Myth-busting the Relationship Between Mental Illness and Violence
Last week’s on-air shooting in Virginia of a reporter and cameraman re-poses a question that simply won’t let go. What is the connection between mental illness and violence, if any? Columbine, Newtown, Washington Navy Yard, and now Roanoke, Virginia, are all names that force the question to bubble to the surface. Unfortunately, it won’t be the last time we confront it.
Fact vs. fiction
The proliferation of today’s media makes it too easy to draw conclusions that aren’t necessarily based in the evidence, often blurring the line between fact and fiction, a view supported by research. For example, news stories on mental illness either focus on the condition’s negative aspects or medical treatments, yet they don’t cover the many positive stories of people who have recovered.[i] Additionally, fictional TV characters with mental illness are portrayed as dangerous, with approximately 60 percent involved in violence or crime.[ii] Last week’s on-air shooting during a newscast is both an ironic – and grim – depiction of this tension between reality and non-reality on television.
Further, the data simply do not show that people with mental illness are more violent than those who are not. According to Sandro Galea, the Chairman of epidemiology at Columbia University’s School of Public Health, quoted in a CBS piece on the Washington Navy Yard shooting in 2013, “Individuals with mental illnesses are much more likely to have violence done to them than inflict harm on others.” Indeed, one body of research concludes that people living with severe mental illness are 2.5 times more likely to be attacked or raped than the general population.[iii] While mental illness and violence are linked in the minds of many, the fact is that millions of Americans – one in four – face mental health issues each year, according to the National Alliance on Mental Illness. Still, mental illness is perceived not as a health condition, but rather as a personal weakness or threat. Many people go without help because they are afraid of being labeled or misunderstood.
Public misperception of mental illness leads to stigma
Last week’s shooting serves as a reminder that there is a disconnect between the public perception of the violent actions performed by a few people living with mental illness and the fact that millions of Americans live with mental illness every day. A history of violence is a separate issue than a history of mental illness. Tying the two together continues to promote the stigma of this health condition. The reality is that individuals who are mentally ill are as part of the day-to-day fabric as the general population. They make their communities better places to live. They build, teach, volunteer and entertain. They own businesses, run for public office and raise families. “They” are us. Our individual contributions are immeasurable, our impacts far-reaching. And, no one should be discounted or marginalized because of a treatable illness.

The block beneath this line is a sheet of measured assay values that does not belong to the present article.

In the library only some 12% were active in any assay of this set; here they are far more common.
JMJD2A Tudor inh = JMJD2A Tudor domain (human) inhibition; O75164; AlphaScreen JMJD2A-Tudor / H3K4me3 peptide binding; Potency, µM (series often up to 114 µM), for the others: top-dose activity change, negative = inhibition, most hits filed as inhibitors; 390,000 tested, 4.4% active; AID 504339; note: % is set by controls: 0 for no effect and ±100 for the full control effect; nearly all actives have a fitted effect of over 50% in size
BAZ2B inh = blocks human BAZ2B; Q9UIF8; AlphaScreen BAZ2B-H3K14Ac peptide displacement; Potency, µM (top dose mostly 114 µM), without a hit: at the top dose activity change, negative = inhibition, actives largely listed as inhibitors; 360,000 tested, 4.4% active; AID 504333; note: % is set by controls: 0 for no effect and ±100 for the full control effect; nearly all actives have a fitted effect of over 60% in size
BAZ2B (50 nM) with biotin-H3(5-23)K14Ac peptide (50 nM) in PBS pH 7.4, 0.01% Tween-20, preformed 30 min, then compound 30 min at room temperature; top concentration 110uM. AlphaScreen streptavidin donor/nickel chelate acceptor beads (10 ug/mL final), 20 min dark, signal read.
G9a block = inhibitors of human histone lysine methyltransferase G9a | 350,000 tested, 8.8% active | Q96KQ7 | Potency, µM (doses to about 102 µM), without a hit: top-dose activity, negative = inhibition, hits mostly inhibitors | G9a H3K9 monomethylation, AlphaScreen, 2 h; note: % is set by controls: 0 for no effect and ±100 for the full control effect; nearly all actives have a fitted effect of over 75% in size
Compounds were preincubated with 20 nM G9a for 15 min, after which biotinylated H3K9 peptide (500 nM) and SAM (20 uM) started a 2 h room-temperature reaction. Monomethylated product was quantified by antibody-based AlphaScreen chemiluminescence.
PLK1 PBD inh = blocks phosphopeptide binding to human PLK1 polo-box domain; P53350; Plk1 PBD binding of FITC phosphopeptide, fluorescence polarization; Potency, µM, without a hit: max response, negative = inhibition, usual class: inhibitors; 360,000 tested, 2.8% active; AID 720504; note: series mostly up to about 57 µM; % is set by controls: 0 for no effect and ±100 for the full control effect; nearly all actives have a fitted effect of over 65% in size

In response to the ongoing effect of stigma around mental illness, Beacon Health Options launched the Stamp Out Stigma campaign in 2012. The goal of the campaign is to be a vocal proponent with our own employees, clients and members to reduce the stigma of mental illness and encourage people to seek help. To broaden the reach of the Stamp Out Stigma mission, we turned the campaign over to the Association of Behavioral Health and Wellness to share with other managed behavioral health organizations and the public at large. That campaign provides educational tools, online resources and video testimonials from individuals personally affected by mental illness. These tools and the many stories of hope and healing are available to all at www.stampoutstigma.com.
A history of violence is a separate issue than a history of mental illness.
While important debates continue on the policy issues of gun control, security clearance for military bases, and the need to improve access to mental health care and coverage, we must first ensure that people feel that they can access care without shame or fear of being labeled.
[i]Wahl, O. (1995). Media Madness: Public Images of Mental Illness. New Brunswick, NJ: Rutgers University Press.
[ii]Mental Health America. American Opinions on Mental Health Issues. Alexandria: NMHA, 1999.
[iii]Hiday, V.A., Swartz, M.S., Swanson, J.W., et al. (1999). Criminal victimization of persons with severe mental illness. Psychiatric Services, 50, 62–68.